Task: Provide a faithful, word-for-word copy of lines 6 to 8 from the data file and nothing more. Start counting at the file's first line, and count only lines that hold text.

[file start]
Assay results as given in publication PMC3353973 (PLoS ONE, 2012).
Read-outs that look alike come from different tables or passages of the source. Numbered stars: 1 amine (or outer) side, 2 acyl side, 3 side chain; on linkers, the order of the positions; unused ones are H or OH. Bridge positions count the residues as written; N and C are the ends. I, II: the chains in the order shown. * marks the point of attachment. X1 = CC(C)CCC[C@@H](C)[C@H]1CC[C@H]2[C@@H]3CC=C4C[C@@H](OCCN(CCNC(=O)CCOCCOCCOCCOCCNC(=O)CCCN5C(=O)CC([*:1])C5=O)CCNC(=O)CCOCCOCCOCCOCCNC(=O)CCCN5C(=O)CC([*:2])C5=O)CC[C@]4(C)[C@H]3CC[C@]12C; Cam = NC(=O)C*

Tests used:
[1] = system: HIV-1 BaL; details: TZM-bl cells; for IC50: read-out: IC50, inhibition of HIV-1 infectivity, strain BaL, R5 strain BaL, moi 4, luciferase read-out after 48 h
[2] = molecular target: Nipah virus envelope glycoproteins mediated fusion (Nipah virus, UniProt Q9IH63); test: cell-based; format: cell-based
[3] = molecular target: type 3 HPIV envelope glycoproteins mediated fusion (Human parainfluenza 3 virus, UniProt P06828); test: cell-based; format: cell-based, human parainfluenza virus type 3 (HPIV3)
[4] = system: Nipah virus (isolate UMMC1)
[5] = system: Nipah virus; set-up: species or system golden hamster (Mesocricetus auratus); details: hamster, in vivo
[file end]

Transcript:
[3] = molecular target: type 3 HPIV envelope glycoproteins mediated fusion (Human parainfluenza 3 virus, UniProt P06828); test: cell-based; format: cell-based, human parainfluenza virus type 3 (HPIV3)
[4] = system: Nipah virus (isolate UMMC1)
[5] = system: Nipah virus; set-up: species or system golden hamster (Mesocricetus auratus); details: hamster, in vivo